Since the introduction of the Ford Model T in 1908, countless car manufacturers have entered the auto sector, producing innumerable models and their variants. While cars continue to outdo each other with ever-improving specifications and features, there is one component that has remained largely unchanged over the years: the wheels. Though initially, only steel wheels were offered, alloy wheels followed soon after in 1924. Ever since then, customers have only these two options to choose from.
When choosing between alloy wheels or steel wheels, customers are usually thinking in terms of strength, performance and cost? Which type of wheel offers them longevity, a comfortable ride and savings. In this blog, we will cover these three aspects in terms of pros and cons of installing alloy wheels over steel wheels and vice versa.
Alloy Wheels: Pros and Cons
The word “alloy” in alloy wheels simply means combining two or more elements together, one of which is a metal like aluminum or magnesium. This is done to make the wheel stronger, lighter and corrosion free.
Now, let’s take a look at their strengths and weaknesses.
- Aesthetic appeal – It is a known fact that they look more stylish than steel wheels. Easy on the eyes, this is why many auto assemblers offer them in their higher variants only. They are offered in a variety of sizes and types like Diamond Cut alloys, etc. If you are interested in knowing more about this aspect of alloy wheels, there is a blog link pasted at the end of this article for you.
- Light weight – Alloy wheels are lighter in weight, which makes them a very attractive option when it comes to your car’s performance. They reduce the weight of the car, which leads to better fuel efficiency, longer tyre life and better acceleration and braking.
- Performance – Since alloy wheels are lighter, when a car goes over bumps on the road, the wheels move up and down, along with the suspension system. The weight of the wheels that are not supported by the suspension system are called “unsprung weight”.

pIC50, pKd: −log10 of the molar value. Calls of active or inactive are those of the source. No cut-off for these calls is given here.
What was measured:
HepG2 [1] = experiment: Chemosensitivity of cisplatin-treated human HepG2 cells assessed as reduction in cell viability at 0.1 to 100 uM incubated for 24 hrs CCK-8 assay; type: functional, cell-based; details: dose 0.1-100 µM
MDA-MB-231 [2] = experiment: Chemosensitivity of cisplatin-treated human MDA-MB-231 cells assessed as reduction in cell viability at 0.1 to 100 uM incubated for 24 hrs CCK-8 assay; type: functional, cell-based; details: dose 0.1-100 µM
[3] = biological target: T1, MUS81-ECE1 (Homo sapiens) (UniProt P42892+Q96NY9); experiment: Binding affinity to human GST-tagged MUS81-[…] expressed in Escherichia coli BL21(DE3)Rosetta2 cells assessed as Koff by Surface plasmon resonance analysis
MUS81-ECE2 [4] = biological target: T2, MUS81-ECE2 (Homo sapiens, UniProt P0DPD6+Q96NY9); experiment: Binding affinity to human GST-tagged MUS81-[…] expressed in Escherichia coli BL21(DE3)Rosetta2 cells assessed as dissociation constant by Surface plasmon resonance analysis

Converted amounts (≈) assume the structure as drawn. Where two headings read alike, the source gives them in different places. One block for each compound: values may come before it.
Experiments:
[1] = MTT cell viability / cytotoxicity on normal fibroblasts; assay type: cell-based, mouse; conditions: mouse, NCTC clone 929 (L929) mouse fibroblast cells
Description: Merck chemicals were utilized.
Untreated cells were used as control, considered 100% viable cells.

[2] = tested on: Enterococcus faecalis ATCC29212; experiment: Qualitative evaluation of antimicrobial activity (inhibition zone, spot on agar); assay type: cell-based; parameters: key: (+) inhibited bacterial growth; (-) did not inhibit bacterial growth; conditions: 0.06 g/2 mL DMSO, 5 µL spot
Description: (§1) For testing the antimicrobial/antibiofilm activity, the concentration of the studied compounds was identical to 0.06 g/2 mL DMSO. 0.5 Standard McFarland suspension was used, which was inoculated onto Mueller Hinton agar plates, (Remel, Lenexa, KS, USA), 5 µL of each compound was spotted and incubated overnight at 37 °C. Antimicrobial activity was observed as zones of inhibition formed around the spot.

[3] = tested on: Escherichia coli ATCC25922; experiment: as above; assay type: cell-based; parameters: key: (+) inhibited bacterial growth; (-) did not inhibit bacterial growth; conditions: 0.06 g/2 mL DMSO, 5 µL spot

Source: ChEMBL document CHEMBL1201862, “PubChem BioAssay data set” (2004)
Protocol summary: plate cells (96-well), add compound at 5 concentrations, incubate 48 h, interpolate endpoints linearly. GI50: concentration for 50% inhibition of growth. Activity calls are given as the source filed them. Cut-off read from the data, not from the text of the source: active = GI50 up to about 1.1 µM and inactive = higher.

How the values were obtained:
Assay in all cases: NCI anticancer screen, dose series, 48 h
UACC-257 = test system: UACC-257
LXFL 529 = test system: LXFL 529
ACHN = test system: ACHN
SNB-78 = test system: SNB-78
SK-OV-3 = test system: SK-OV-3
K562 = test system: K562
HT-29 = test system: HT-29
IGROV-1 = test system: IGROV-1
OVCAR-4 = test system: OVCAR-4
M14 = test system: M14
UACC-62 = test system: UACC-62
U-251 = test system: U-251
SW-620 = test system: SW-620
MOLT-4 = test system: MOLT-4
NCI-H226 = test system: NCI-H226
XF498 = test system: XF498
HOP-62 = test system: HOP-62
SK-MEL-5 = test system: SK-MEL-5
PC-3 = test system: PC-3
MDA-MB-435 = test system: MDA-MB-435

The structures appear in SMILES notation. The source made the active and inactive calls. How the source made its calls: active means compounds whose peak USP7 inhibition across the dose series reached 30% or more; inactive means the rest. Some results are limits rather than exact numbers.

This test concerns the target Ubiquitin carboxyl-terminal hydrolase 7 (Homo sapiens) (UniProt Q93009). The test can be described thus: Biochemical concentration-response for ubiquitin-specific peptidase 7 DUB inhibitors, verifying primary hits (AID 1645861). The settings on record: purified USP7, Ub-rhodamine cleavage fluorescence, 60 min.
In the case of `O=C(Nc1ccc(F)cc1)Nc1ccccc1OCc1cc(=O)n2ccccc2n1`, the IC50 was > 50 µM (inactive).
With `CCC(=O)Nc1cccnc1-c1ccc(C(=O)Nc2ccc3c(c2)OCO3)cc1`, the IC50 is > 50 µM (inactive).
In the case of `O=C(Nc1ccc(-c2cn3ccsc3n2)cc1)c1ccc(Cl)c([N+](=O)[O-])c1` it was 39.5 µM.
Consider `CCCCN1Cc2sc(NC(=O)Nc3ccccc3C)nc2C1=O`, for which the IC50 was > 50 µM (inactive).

Alloy wheels create less inertia (resistance to motion) when the wheels move up and down, which means the suspension system doesn’t have to work as hard to keep the wheels and tires in contact with the road. This results in less wear and tear on the suspension system and improves how the car handles on the road.
- Corrosion free – It is common to see rust grow on steel wheels while the same is not true of alloy wheels. It is worth remembering that rust eats away at steel wheels, limiting their life.
Despite having many benefits, alloy wheels have some disadvantages too.
- Cost – Aesthetics and performance comes with a price. Many auto assemblers in Pakistan only offer them in their higher variants since they are expensive to produce. To put things in perspective and this is perhaps not an accurate reflection of current prices in the market, if a steel wheel costs Rs.1,000, an alloy wheel could cost Rs.12,000. To get an idea of their current prices in the market, check out OLX Pakistan listings of alloy rims in Pakistan.
- Flexibility – Flexibility here doesn’t mean strength. It is a misconception that steel wheels are stronger than alloy wheels and can carry more weight, etc. Rather, steel is flexible, while materials an alloy wheel is made of aren’t. Which means that an alloy wheel can crack or bend if carrying more weight than prescribed. A bent steel wheel can be hammered back into its original shape, while the same cannot be done with an alloy wheel.
Steel Wheels: Pros and Cons
Like alloy wheels are made of different elements, steel wheels are also made by combining iron and carbon. So, in a way, steel is also an alloy. Known for its strength, steel is the toughest form of iron used in the automobile industry.
As you have already read the disadvantages of alloy wheels, the same are the strengths or advantages of steel wheels.
- Cost – Since they are relatively easier to manufacture, they are therefore less costly. The price difference between the two (alloy and steel) wheels could be over 1000%.
- Repair – As mentioned before, it is easier to repair steel wheels as compared to an alloy wheel, which once deshaped, may not be repairable at all.
Despite these advantages, steel wheels have their fair share of disadvantages as well, which are essentially the strengths of alloy wheels.
- Weight – To some, alloy wheels may look heavier, but they aren’t. It is the steel wheels which are heavier and therefore they affect the ride quality by increasing the unsprung weight of the car. However, their weight can help you if you are driving on snow. It can minimize slipping on icy roads, etc.
- Corrosion – It is a common sight to see rust grow on older steel wheels. However, this is not much of a disadvantage anymore as modern paints can make the steel wheels resist rust and corrosion more effectively.
- Size – Unlike alloy wheels, steel wheels are limited in size. You’d mostly find them in 16” size rims or less.
- Design – To many, steel wheels may look boring. Steel wheels are offered in limited designs. This is not true of alloy wheels.
If you are convinced that alloy wheels are the way to go, read this blog. Here you will find in-depth information on alloy wheel types, what to look for while buying them and more.
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